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First aid for pets

Red Cross offers course for Pet First Aid Awareness Month

Janet Stark is an instructor for the pet first aid class offered by the Red Cross on Wednesday, April 25.

Janet Stark is an instructor for the pet first aid class offered by the Red Cross on Wednesday, April 25. Submitted Photo

— Pet owners can take an extra step in protecting their furry friends by learning pet CPR. The American Red Cross is holding a pet first aid class on Wednesday, April 25, at its Capital District headquarters on Everett Road.

“The course was created as a natural evolution for pet lovers who were taking our regular CPR and first aid courses, asking what to do if their pet’s breathing passageways were blocked or if they happen to be choking,” said Caroline Boardman, regional communications director for the Red Cross.

The Red Cross has been offering the pet first aid course for about 10 years.

April is Pet First Aid Awareness Month and the course will include a presentation on how to prepare for emergencies or what actions to take after an emergency with regard to dogs or cats. There will also be tips to recognize if a pet is sick and a first aid guide and DVD available.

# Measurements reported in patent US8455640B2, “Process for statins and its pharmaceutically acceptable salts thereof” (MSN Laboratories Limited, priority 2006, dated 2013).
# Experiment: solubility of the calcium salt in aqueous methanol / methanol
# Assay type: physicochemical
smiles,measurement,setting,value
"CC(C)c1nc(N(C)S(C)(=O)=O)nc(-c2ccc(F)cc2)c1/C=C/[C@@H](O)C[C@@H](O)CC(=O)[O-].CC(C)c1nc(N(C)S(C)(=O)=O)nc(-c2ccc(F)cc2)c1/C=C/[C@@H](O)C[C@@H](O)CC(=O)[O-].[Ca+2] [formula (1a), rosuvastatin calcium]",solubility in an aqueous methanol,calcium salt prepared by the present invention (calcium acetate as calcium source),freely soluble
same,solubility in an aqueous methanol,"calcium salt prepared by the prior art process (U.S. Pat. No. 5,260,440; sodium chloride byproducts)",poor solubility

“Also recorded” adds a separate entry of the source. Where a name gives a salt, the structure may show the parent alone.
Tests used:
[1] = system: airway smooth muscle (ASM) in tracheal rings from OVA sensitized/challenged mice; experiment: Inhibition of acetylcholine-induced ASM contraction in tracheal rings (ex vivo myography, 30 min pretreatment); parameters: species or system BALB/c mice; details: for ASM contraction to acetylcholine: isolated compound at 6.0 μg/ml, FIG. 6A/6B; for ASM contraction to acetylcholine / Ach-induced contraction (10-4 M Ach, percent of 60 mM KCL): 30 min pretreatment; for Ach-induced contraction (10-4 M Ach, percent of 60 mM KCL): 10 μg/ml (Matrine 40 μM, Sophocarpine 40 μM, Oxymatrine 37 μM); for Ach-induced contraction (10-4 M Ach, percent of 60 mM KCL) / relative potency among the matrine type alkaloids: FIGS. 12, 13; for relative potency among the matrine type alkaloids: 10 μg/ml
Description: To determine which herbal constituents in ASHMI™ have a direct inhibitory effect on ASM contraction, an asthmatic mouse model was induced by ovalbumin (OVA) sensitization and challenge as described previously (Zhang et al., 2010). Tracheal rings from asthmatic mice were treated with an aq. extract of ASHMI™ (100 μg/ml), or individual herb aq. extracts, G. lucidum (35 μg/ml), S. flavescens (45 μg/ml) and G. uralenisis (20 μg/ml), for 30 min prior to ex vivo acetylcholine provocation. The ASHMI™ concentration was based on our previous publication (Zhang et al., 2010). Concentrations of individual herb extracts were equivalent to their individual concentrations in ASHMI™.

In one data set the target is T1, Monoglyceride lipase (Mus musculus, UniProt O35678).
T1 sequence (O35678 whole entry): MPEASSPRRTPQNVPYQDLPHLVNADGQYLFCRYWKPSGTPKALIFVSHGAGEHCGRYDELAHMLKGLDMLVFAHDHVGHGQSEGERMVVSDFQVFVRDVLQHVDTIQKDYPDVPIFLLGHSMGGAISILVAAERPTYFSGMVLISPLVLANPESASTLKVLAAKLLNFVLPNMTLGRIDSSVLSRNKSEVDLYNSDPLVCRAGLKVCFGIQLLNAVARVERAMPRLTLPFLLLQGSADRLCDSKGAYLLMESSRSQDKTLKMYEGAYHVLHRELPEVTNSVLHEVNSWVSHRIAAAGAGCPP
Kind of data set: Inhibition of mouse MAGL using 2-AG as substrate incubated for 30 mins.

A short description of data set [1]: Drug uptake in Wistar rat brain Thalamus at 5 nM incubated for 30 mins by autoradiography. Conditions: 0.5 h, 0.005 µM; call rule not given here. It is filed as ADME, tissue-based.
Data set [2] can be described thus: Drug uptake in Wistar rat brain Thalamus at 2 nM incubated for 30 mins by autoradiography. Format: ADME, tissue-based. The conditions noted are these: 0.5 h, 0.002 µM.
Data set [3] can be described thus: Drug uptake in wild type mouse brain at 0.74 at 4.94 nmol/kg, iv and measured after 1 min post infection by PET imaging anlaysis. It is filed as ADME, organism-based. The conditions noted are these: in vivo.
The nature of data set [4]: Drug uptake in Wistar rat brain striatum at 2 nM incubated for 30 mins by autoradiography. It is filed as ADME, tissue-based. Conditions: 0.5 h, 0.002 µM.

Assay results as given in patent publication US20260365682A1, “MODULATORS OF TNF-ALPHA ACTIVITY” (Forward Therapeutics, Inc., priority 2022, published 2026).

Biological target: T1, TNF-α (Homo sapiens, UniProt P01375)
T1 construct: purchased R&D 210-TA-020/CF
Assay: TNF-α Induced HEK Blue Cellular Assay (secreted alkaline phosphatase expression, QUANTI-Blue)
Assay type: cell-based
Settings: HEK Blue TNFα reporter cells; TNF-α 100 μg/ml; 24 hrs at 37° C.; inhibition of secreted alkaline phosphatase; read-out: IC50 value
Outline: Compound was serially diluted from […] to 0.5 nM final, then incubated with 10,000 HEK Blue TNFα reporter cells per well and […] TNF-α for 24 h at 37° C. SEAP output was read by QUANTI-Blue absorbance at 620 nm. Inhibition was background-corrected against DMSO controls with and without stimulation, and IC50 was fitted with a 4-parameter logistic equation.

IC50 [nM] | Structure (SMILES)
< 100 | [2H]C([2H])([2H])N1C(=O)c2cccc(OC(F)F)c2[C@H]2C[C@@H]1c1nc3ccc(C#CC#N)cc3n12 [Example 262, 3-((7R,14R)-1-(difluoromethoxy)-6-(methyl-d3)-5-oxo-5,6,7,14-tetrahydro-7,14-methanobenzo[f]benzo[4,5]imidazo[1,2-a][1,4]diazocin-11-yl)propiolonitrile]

“We are not planning any other events … just offering the course, letting pet grooms and associations know about it and promoting the message to keep awareness out there about general pet safety,” said Boardman.

Janet Stark teaches the pet first aid course. She’s been a CPR instructor since 1984 and thought learning it for pets would be a fun twist.

“It’s a fun course to teach,” said Stark.

Stark said pet first aid and CPR isn’t difficult to do but stresses in each course that pet owners should always call their veterinarian if the problem is serious.

“When in doubt … call and follow the directions of the vet. This is just a quick interim before they go to the vet,” said Stark.

Stark shows students how to bandage pets, stop the bleeding and choking maneuvers for large and small animals.

“How to find and locate where to do compressions, the compression rate to the breathing rate,” said Stark.

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